+perspicuous,​ that is, a properly constructed sentence, would render it
 +unintelligible. To the composition of a sentence, whatever may be the
 +thought, certain words are absolutely necessary, each containing an
 +individual meaning; which, like a sum in addition, composed of different
 +units, each possessing a separate and intrinsic value, may, when added
 +together, produce the total. To those who have not attentively
 +considered the subject, there is considerable difficulty in
 +understanding how a determinate number of words can include the
 +intelligence contained in a proposition or sentence: and especially how
 +these components of separate significations can become connected for
 +such general and comprehensive meaning. It should be recollected that
 +such is the amazing inclosure of language, that it comprehends all the
 +living and inanimate materials of this world, all that perception can
 +detect, memory recall, or thought elaborate. This exposition includes
 +the present posture of human affairs, and the movements we
 +observe:&​mdash;​much that has heretofore occurred, which the characters of
 +language have preserved unfaded from dark and remote ages: and are
 +competent to transmit to a distant posterity, with accumulated interest:
 +all that experience has amassed, accompanied with the consoling
 +promises<​span class='​pagenum'><​a name="​Page_36"​ id="​Page_36">​[Pg 36]</​a></​span>​ of the future, which Revelation has unfolded. The extended
 +empire of speech, and its perpetuating characters, embrace this
 +prodigious range; but their comprehension is exclusively limited to the
 +human race. When words can represent all that is evident and all that is
 +conjectural&​mdash;​the works of Omnipotence,​ and the fabrications of man&​mdash;​we
 +need to seek no further for the necessary materials of thought. The
 +difficulty that has perplexed many persons respecting the compactness
 +and unity of intelligence that a sentence contains, principally arises
 +from their ignorance of the precise meaning of individual words.
 +Etymologists would employ them in their original sense, and consider
 +themselves justified by referring to their primitive import: others
 +would use them according to their ordinary acceptation,​ which may be
 +perverted; for in the currency of language, much is defective and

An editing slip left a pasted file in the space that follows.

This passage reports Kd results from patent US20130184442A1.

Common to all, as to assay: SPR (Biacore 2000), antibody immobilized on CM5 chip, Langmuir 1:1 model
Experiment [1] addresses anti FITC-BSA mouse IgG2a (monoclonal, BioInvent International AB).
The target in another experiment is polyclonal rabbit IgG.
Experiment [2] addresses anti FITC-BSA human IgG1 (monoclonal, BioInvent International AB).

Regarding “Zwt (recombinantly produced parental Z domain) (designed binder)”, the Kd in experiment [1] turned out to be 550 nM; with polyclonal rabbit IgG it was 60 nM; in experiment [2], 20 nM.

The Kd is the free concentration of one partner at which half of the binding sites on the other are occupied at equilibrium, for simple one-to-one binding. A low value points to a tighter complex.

+counterfeit:​ but in general the authority of writers who are accredited,
 +however they may disagree, is adopted. The intrinsic meaning of many
 +words, especially the particles, will appear obscure; because they are
 +disguised abbreviations of other words, and, in some instances, are sunk
 +so deeply, that they cannot be fathomed. A protracted life might now be
 +consumed in the investigation of these convenient and necessary
 +particles, including the voluminous efforts of those illustrious
 +grammarians who have terminated their discordant <span class='​pagenum'><​a name="​Page_37"​ id="​Page_37">​[Pg 37]</​a></​span>​labours,​ without
 +arriving at their primitive signification. The chemical elements of
 +matter have undergone various reforms, and actual revolutions,​ and still
 +await ulterior confusion.</​p>​
 +
 +<​p>​The clearness of the thought will be manifested by the perspicuity of
 +the sentence that expresses it. Whatever may be related, is most readily
 +comprehended,​ when detailed in the strict order of its occurrence. If a
 +procession be described, the exact sequence of its train must be noted,
 +otherwise it will become a confused mixture of persons, or a mob. The
 +same regularity is required in the construction of a sentence; and it
 +appears fortunate that the English language reconciles this direct
 +location of words, on which, its conformity to natural events and human
 +transactions principally depends. From this straight-forward expression
 +of meaning we may expect a future excellence of composition,​ and a more